26 Nov Britain to Support Palestine’s UNGA Resolution?
The United Nations General Assembly is set to decide Thursday whether to upgrade Palestine to “non-member state” status, on par with the Vatican. The resolution will almost certainly pass, given that more than 130 states have already recognized a Palestinian state. The interesting question is whether powerful Western states will vote in favor of the resolution. France has already indicated that it will. And now the BBC is reporting that, if the Palestinians accept certain conditions, it will support the resolution as well:
On Monday night, the government signalled it would change tack and vote yes if the Palestinians modified their application, which is to be debated by the UN general assembly in New York later this week. As a “non-member state”, Palestine would have the same status as the Vatican.
Whitehall officials said the Palestinians were now being asked to refrain from applying for membership of the international criminal court or the international court of justice, which could both be used to pursue war crimes charges or other legal claims against Israel.
Abbas is also being asked to commit to an immediate resumption of peace talks “without preconditions” with Israel. The third condition is that the general assembly’s resolution does not require the UN security council to follow suit.
The US and Israel have both hinted at possible retaliation if the vote goes ahead. Congress could block payments to the Palestinian Authority and Israel might freeze tax revenues it transfers under the 1993 Oslo agreement or, worse, withdraw from the agreement altogether. It could also annex West Bank settlements. Britain’s position is that it wants to reduce the risk that such threats might be implemented and bolster Palestinian moderates.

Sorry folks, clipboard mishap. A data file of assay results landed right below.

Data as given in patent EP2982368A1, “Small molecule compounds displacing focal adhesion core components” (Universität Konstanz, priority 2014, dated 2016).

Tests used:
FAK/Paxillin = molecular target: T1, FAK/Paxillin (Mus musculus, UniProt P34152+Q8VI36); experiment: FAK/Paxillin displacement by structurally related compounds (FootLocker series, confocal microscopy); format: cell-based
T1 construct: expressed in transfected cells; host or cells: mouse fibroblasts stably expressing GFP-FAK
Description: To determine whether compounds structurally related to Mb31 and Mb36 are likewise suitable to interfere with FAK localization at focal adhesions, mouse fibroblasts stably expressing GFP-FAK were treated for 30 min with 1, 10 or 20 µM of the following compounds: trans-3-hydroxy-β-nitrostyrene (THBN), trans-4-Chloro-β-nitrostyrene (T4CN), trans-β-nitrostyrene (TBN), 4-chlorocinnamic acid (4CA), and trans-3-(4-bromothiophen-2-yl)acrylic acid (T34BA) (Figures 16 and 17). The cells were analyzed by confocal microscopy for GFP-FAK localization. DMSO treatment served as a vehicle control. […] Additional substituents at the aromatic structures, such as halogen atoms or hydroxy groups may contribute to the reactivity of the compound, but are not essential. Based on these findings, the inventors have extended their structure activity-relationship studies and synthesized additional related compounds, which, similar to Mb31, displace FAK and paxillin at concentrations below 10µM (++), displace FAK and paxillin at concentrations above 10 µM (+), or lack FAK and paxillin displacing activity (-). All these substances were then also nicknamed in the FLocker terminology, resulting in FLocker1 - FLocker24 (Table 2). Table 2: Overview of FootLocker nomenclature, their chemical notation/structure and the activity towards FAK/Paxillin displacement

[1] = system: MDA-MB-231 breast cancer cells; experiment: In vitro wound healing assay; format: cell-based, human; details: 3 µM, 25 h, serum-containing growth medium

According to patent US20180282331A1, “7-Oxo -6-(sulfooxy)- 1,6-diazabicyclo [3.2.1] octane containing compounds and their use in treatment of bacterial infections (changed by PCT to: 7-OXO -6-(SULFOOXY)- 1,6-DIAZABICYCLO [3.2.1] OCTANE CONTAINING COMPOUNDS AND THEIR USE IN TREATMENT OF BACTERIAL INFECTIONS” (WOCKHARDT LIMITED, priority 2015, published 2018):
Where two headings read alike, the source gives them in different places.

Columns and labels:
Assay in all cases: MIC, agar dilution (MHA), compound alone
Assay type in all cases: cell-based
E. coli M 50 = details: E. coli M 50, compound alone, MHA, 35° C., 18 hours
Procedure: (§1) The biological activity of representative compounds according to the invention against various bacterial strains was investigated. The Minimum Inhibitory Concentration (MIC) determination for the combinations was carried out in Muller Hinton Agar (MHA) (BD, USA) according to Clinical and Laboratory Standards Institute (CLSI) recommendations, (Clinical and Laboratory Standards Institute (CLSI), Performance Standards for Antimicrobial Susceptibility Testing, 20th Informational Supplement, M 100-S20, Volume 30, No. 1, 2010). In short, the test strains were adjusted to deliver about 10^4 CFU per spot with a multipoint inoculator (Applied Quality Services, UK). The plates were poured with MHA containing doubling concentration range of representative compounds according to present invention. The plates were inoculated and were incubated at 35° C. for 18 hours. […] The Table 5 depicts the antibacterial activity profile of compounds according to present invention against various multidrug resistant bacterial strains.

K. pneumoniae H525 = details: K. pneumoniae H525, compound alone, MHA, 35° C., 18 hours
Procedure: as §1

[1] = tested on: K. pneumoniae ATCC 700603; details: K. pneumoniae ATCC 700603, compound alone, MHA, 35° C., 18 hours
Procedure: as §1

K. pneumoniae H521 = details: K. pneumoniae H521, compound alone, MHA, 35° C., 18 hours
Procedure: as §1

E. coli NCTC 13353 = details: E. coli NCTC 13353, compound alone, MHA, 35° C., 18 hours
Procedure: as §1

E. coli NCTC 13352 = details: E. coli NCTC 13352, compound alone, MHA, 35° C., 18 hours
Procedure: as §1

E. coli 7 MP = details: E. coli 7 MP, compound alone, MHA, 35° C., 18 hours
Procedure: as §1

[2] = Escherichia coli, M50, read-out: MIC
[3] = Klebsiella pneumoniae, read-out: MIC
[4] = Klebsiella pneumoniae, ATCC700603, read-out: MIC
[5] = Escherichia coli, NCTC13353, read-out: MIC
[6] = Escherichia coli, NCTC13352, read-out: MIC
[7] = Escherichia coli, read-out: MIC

The second and third conditions seem reasonable — if ultimately meaningless. The article notes, though, that the Palestinians are resisting Britain’s insistence that an upgraded Palestine not join the ICC and ICJ. And rightfully so: the demand is simply another permutation of the idea that the Palestinians should accept a state that does not actually enjoy the perquisites of statehood. (To be clear: I remain completely opposed, on political grounds, to the ICC investigating the situation in Gaza.) It is also hard to see how a promise not to join the ICC and ICJ could be enforced, should Palestinian leadership ever change hands.